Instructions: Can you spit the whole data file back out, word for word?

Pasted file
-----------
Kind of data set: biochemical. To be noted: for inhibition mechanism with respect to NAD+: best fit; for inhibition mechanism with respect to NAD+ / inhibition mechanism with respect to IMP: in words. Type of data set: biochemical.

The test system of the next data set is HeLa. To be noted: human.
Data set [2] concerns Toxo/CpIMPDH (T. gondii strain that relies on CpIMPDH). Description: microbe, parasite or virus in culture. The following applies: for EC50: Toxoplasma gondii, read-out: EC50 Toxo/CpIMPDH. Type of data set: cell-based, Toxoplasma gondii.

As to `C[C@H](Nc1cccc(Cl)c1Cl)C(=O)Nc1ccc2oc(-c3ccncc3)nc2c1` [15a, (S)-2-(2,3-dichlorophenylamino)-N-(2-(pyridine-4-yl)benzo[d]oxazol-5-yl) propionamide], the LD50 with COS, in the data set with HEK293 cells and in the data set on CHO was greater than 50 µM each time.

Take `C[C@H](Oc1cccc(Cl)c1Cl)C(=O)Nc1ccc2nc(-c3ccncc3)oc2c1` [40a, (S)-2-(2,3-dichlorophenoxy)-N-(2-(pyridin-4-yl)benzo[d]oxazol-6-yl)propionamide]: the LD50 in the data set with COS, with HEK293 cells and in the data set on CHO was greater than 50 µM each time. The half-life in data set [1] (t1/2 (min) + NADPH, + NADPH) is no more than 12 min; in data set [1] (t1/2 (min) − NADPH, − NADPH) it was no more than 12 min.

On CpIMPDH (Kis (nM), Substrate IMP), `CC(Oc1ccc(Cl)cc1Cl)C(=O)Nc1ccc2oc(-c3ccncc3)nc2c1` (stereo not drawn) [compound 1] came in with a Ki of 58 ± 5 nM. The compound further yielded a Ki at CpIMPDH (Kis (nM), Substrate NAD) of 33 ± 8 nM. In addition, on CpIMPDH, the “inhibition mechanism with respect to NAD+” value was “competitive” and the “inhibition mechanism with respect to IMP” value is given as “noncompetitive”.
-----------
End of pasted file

Kind of data set: biochemical. To be noted: for inhibition mechanism with respect to NAD+: best fit; for inhibition mechanism with respect to NAD+ / inhibition mechanism with respect to IMP: in words. Type of data set: biochemical.

The test system of the next data set is HeLa. To be noted: human.
Data set [2] concerns Toxo/CpIMPDH (T. gondii strain that relies on CpIMPDH). Description: microbe, parasite or virus in culture. The following applies: for EC50: Toxoplasma gondii, read-out: EC50 Toxo/CpIMPDH. Type of data set: cell-based, Toxoplasma gondii.

As to `C[C@H](Nc1cccc(Cl)c1Cl)C(=O)Nc1ccc2oc(-c3ccncc3)nc2c1` [15a, (S)-2-(2,3-dichlorophenylamino)-N-(2-(pyridine-4-yl)benzo[d]oxazol-5-yl) propionamide], the LD50 with COS, in the data set with HEK293 cells and in the data set on CHO was greater than 50 µM each time.

Take `C[C@H](Oc1cccc(Cl)c1Cl)C(=O)Nc1ccc2nc(-c3ccncc3)oc2c1` [40a, (S)-2-(2,3-dichlorophenoxy)-N-(2-(pyridin-4-yl)benzo[d]oxazol-6-yl)propionamide]: the LD50 in the data set with COS, with HEK293 cells and in the data set on CHO was greater than 50 µM each time. The half-life in data set [1] (t1/2 (min) + NADPH, + NADPH) is no more than 12 min; in data set [1] (t1/2 (min) − NADPH, − NADPH) it was no more than 12 min.

On CpIMPDH (Kis (nM), Substrate IMP), `CC(Oc1ccc(Cl)cc1Cl)C(=O)Nc1ccc2oc(-c3ccncc3)nc2c1` (stereo not drawn) [compound 1] came in with a Ki of 58 ± 5 nM. The compound further yielded a Ki at CpIMPDH (Kis (nM), Substrate NAD) of 33 ± 8 nM. In addition, on CpIMPDH, the “inhibition mechanism with respect to NAD+” value was “competitive” and the “inhibition mechanism with respect to IMP” value is given as “noncompetitive”.